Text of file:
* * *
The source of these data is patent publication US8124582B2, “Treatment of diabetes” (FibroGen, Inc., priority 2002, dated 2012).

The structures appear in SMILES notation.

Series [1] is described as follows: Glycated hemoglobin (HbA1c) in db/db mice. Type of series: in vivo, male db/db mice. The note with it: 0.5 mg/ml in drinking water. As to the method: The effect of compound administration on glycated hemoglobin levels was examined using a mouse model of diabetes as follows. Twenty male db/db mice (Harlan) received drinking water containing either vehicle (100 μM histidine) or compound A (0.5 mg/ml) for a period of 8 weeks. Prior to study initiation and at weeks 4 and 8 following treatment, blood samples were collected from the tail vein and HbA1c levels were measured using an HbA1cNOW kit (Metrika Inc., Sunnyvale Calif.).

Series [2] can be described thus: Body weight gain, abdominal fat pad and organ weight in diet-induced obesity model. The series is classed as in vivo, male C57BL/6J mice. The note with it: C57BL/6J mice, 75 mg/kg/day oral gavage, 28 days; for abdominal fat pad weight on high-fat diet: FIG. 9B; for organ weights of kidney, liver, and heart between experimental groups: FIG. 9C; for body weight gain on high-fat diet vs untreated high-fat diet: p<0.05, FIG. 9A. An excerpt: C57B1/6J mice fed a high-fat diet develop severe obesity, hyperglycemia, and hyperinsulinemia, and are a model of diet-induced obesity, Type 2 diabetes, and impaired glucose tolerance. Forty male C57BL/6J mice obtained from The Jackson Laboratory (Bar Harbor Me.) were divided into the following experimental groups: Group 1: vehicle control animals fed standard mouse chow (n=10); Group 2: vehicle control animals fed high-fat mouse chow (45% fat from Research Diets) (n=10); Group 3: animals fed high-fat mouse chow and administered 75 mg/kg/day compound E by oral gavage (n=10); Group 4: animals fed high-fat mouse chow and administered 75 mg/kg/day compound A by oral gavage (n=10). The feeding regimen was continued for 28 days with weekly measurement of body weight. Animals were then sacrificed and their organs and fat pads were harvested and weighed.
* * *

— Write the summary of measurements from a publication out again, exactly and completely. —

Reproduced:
The source of these data is patent publication US8124582B2, “Treatment of diabetes” (FibroGen, Inc., priority 2002, dated 2012).

The structures appear in SMILES notation.

Series [1] is described as follows: Glycated hemoglobin (HbA1c) in db/db mice. Type of series: in vivo, male db/db mice. The note with it: 0.5 mg/ml in drinking water. As to the method: The effect of compound administration on glycated hemoglobin levels was examined using a mouse model of diabetes as follows. Twenty male db/db mice (Harlan) received drinking water containing either vehicle (100 μM histidine) or compound A (0.5 mg/ml) for a period of 8 weeks. Prior to study initiation and at weeks 4 and 8 following treatment, blood samples were collected from the tail vein and HbA1c levels were measured using an HbA1cNOW kit (Metrika Inc., Sunnyvale Calif.).

Series [2] can be described thus: Body weight gain, abdominal fat pad and organ weight in diet-induced obesity model. The series is classed as in vivo, male C57BL/6J mice. The note with it: C57BL/6J mice, 75 mg/kg/day oral gavage, 28 days; for abdominal fat pad weight on high-fat diet: FIG. 9B; for organ weights of kidney, liver, and heart between experimental groups: FIG. 9C; for body weight gain on high-fat diet vs untreated high-fat diet: p<0.05, FIG. 9A. An excerpt: C57B1/6J mice fed a high-fat diet develop severe obesity, hyperglycemia, and hyperinsulinemia, and are a model of diet-induced obesity, Type 2 diabetes, and impaired glucose tolerance. Forty male C57BL/6J mice obtained from The Jackson Laboratory (Bar Harbor Me.) were divided into the following experimental groups: Group 1: vehicle control animals fed standard mouse chow (n=10); Group 2: vehicle control animals fed high-fat mouse chow (45% fat from Research Diets) (n=10); Group 3: animals fed high-fat mouse chow and administered 75 mg/kg/day compound E by oral gavage (n=10); Group 4: animals fed high-fat mouse chow and administered 75 mg/kg/day compound A by oral gavage (n=10). The feeding regimen was continued for 28 days with weekly measurement of body weight. Animals were then sacrificed and their organs and fat pads were harvested and weighed.